I am working on a few exciting projects in coming months - including a documentary project and live blogs as we travel to Svalbard in the the high Arctic to view a total solar eclipse next year!  To keep up to date with these and other eclipse-related projects, please follow us via:




Partial solar eclipse of October 23

Update on Oct. 19: a giant sunspot has just rotated into view on the Sun. It will be perfectly located on the Sun for the partial solar eclipse this Thursday. Furthermore, it can be seen with unmagnified vision (through eclipse glasses or solar filters of course!)

This October 23, a partial solar eclipse will be visible from nearly all of North America and the easternmost part of Siberia.

By inspecting this map, you can get a very good idea of what you will see on the afternoon of October 23rd.

The red curves show the eclipse magnitude, the maximum fraction of the Sun's diameter occulted by the Moon. If your magnitude is 0.50, then half the Sun's diameter is covered. The yellow-black figures show a view of the partial solar eclipse at maximum partial eclipse where you are at.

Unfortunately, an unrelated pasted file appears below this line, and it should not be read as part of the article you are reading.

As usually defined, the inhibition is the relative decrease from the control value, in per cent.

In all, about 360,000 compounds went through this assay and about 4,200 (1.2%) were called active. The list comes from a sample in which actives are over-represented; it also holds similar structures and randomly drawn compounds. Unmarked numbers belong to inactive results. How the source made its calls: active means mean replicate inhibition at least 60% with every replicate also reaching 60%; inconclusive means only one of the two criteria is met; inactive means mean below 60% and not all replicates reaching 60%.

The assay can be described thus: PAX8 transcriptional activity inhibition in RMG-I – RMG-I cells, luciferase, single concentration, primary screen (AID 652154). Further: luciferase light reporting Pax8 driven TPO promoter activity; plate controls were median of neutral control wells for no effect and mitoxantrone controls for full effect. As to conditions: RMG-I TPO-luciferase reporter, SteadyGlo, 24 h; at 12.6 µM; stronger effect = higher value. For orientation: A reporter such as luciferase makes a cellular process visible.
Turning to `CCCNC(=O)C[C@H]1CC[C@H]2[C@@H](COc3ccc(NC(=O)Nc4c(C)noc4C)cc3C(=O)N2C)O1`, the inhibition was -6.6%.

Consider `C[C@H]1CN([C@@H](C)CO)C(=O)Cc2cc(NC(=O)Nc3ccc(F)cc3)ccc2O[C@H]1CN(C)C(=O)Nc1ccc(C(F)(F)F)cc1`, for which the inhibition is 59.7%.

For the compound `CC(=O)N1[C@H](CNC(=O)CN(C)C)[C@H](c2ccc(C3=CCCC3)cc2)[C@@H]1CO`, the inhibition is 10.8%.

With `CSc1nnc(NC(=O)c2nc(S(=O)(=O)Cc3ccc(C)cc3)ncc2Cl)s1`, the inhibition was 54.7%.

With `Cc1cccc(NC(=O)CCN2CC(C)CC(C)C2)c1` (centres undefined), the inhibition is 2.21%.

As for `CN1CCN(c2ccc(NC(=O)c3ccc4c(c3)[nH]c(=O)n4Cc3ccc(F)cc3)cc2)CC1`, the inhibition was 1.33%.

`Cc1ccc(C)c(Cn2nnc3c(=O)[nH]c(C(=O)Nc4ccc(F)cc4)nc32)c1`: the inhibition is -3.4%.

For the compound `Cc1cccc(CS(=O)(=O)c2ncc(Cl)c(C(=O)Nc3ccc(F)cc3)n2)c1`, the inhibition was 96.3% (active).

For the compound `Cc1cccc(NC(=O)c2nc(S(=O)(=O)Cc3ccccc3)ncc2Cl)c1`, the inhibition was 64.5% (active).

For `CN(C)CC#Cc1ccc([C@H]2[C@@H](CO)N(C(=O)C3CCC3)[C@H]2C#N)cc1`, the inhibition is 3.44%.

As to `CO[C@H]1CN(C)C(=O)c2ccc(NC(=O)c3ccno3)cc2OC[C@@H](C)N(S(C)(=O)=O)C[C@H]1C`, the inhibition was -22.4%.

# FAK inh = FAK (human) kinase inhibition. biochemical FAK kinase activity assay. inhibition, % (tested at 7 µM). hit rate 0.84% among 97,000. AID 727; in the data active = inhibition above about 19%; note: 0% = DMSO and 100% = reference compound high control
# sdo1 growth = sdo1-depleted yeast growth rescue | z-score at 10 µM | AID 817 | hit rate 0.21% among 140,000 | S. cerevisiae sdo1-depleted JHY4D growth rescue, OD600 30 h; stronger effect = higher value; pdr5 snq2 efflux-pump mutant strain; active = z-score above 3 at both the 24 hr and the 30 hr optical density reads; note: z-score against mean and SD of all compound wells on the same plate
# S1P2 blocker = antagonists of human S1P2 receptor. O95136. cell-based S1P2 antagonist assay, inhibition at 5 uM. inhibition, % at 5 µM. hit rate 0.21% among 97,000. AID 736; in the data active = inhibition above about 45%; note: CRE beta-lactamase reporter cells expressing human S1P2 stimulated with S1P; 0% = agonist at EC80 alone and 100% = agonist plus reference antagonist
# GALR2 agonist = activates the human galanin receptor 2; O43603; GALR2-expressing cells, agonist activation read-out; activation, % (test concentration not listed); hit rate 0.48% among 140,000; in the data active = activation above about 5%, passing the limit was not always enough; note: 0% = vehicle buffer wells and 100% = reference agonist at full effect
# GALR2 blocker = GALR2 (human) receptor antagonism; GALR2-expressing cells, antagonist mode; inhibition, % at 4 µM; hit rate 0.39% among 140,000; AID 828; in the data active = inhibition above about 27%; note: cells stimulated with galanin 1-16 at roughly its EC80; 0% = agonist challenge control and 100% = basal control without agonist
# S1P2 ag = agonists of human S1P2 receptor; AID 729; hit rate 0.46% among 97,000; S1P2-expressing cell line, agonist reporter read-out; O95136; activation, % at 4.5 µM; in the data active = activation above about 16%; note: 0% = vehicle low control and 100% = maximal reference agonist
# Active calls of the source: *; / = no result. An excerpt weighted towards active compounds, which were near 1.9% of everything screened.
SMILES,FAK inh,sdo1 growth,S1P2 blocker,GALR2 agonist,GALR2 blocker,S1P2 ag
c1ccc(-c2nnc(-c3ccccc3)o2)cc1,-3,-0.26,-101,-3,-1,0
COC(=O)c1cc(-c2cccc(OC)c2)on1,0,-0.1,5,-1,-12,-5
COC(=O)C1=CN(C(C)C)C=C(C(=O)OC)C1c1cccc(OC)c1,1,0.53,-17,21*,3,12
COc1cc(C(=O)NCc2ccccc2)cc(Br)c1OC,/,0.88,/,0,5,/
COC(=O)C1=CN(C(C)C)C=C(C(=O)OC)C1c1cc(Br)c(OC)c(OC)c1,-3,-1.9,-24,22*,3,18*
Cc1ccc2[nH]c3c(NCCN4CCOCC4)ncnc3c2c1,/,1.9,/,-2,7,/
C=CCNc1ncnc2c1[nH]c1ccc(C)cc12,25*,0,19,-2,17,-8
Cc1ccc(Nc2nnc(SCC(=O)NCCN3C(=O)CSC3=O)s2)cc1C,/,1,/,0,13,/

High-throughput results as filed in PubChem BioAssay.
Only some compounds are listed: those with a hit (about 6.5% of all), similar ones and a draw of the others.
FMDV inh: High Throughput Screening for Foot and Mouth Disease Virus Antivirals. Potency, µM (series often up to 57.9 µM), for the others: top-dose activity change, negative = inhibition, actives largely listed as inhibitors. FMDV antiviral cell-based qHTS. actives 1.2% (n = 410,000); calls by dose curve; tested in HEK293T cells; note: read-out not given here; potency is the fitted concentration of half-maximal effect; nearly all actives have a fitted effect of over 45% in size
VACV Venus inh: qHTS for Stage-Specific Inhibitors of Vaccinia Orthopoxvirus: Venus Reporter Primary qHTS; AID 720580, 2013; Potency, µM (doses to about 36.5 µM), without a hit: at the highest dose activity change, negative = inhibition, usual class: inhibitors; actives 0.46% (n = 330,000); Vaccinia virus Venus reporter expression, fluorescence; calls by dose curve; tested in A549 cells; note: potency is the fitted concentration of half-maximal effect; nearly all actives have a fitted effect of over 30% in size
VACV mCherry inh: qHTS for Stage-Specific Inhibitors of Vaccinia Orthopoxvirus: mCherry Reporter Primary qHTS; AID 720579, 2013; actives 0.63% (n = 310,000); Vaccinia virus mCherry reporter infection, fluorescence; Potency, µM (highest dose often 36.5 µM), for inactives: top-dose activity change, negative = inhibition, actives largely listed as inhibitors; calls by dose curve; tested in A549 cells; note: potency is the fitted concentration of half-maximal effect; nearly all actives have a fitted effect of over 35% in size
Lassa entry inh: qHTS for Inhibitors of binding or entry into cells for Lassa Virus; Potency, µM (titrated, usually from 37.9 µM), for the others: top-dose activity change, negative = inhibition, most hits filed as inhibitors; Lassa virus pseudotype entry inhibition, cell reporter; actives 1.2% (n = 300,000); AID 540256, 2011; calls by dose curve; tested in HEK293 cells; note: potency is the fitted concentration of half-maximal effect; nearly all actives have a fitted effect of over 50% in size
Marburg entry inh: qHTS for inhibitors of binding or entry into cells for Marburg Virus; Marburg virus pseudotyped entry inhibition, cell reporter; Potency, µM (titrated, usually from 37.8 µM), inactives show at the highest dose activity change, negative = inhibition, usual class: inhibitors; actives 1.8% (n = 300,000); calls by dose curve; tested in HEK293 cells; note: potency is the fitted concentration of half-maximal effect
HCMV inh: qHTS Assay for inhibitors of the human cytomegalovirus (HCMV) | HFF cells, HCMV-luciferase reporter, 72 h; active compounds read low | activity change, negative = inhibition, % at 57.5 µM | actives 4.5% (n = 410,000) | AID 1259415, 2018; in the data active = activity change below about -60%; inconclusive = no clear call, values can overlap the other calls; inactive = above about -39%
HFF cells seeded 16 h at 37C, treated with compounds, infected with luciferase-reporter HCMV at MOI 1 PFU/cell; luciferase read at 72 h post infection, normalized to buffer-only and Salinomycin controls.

A map like this can tell us a lot about where optimum viewing locations are, given good weather on eclipse day of course. If I could choose to be anywhere within the United States on eclipse day, I would want to be in far northwestern Michigan on the shore of Lake Michigan, near the orange linen that says 'Partial solar eclipse at maximum during sunset'. The lake will give a photogenic view of the setting sun with an eclipse magnitude of 0.60. Plus, a bonus of reflections in the lake. 

But anywhere in the region from Michigan down to the Alabama and Georgia will offer a nice sunset view. Just be certain to be in a high location with an excellent western horizon. I expect to see the best eclipse photographs on October 23rd from this area. Even if you are not an experienced astrophotographer, try your hand at this and use a long lens on your DSLR.

While I won't be along this line, I will be in a special location on eclipse day. I will be attending the Solar Eclipse Conference 2014 at the National Solar Observatory at Sacramento Peak, New Mexico. The foremost eclipse experts will be gathered there and a chief topic will be the Great American Eclipse of 2017.